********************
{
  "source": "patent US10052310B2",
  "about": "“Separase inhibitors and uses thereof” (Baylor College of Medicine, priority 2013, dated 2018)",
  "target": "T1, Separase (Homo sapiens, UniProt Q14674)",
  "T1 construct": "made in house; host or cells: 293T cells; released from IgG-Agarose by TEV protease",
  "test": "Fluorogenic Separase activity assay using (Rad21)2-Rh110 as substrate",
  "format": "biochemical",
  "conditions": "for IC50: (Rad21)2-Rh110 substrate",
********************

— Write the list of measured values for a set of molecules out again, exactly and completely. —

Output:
{
  "source": "patent US10052310B2",
  "about": "“Separase inhibitors and uses thereof” (Baylor College of Medicine, priority 2013, dated 2018)",
  "target": "T1, Separase (Homo sapiens, UniProt Q14674)",
  "T1 construct": "made in house; host or cells: 293T cells; released from IgG-Agarose by TEV protease",
  "test": "Fluorogenic Separase activity assay using (Rad21)2-Rh110 as substrate",
  "format": "biochemical",
  "conditions": "for IC50: (Rad21)2-Rh110 substrate",